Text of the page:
You are making a few assumptions, which may not be valid. It is also plausible that your senior colleague (let's call him John) has already read the critical information and/or the information is not as critical as you think.
Being a Senior Developer, he probably knows better how to assess project requirements than you do. While being a senior doesn't imply that they can never make mistakes, I would be careful about making such an assumption.
Hence, I would suggest that rather than telling him that you found some critical information, you ask him if the information is critical.
John, I was reading through the document, and found this information which seems important, but I do not fully understand its implications. Could you please explain to me how it would affect our project?
If John had already read the important information, you won't look like a moron for telling him something obvious. If John hadn't read about it, he gets to save face.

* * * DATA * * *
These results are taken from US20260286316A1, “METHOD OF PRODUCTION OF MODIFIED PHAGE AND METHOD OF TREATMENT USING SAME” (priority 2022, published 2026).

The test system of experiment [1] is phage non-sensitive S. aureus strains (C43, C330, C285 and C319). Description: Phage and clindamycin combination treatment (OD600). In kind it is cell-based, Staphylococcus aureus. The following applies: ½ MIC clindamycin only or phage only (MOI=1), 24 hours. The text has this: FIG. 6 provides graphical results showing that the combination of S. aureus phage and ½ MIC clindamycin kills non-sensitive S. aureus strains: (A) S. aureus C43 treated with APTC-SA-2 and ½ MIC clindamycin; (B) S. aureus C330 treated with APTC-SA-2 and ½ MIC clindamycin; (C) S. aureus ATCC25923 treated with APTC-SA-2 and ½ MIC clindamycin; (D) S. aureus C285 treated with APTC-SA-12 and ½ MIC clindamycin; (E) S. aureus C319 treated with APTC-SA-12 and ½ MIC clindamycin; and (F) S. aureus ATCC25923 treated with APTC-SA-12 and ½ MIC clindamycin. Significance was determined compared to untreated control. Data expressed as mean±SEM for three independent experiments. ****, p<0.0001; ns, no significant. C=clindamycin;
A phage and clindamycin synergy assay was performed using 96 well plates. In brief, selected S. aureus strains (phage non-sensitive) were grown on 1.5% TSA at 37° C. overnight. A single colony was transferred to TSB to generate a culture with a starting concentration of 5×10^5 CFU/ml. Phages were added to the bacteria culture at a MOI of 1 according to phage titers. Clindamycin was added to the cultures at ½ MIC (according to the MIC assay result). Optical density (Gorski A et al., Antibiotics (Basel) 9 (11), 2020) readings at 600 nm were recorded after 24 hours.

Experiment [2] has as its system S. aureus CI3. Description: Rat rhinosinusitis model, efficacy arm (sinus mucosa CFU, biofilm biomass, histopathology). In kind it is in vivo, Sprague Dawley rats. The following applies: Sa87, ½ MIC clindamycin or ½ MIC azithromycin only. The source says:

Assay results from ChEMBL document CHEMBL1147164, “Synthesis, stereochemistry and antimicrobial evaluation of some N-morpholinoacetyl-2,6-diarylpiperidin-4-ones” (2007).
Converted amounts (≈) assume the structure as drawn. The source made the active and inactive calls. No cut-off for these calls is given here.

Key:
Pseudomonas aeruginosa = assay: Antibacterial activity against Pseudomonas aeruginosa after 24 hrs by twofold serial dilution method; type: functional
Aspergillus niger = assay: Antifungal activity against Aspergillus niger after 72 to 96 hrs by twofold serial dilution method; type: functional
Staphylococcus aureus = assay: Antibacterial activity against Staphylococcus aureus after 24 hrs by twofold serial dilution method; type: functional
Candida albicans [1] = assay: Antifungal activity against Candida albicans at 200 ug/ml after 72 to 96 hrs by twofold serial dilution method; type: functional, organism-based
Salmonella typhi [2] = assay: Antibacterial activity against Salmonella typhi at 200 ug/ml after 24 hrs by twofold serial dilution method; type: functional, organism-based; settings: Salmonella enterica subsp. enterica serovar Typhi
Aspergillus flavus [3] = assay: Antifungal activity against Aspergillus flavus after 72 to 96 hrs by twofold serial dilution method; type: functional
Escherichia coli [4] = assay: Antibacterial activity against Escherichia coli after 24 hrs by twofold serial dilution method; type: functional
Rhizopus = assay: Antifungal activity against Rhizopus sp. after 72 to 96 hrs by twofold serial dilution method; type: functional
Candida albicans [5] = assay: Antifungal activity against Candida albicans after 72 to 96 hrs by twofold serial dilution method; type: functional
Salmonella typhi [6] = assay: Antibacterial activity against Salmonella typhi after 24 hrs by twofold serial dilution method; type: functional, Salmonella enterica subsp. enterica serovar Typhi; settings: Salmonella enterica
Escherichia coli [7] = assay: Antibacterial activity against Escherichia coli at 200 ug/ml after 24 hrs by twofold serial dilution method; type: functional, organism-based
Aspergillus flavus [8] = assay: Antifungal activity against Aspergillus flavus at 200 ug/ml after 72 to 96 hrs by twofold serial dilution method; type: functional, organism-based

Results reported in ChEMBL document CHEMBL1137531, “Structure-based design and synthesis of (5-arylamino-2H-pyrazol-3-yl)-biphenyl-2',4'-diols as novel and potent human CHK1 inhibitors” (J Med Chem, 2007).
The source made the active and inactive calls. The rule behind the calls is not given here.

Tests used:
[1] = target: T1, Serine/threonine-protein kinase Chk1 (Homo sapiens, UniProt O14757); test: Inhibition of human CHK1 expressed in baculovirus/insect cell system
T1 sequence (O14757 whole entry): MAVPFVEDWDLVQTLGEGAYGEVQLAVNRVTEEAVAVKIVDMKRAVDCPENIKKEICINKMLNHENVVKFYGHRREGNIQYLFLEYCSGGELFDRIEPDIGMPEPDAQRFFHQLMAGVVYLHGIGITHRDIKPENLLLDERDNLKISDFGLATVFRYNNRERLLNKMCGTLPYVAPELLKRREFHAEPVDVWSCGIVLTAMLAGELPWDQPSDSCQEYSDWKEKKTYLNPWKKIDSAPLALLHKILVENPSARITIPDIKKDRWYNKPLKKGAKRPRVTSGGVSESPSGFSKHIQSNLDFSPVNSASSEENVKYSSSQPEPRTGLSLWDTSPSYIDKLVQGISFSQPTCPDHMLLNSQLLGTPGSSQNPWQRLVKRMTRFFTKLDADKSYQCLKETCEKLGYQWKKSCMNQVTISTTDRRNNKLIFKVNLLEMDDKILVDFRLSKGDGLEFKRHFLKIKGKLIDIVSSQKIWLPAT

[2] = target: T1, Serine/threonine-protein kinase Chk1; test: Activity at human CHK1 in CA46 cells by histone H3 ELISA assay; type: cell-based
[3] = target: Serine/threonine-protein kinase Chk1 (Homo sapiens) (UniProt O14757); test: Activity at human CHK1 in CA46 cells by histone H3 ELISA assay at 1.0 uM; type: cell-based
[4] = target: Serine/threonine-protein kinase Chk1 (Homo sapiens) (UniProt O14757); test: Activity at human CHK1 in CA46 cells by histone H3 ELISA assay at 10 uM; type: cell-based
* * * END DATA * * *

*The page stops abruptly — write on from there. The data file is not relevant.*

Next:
Note on Edit My choice of the phrase "feign ignorance" led to some misinterpretation, so I rewrote the answer to better describe my intention.
Also, in an ideal world, it is great to make statements like, "if egos are getting in the way of work, there are bigger problems to worry about." In the real world, you will find people with huge egos in the workplace, who are nonetheless extremely skilled, important for the company, and offer a lot you can learn from. You could either refuse to deal with their egos, or you could learn to adapt to it and get your work done.
If asking a senior a question will help you better understand something, there is no harm in hiding your half-baked, possibly incorrect, "knowledge".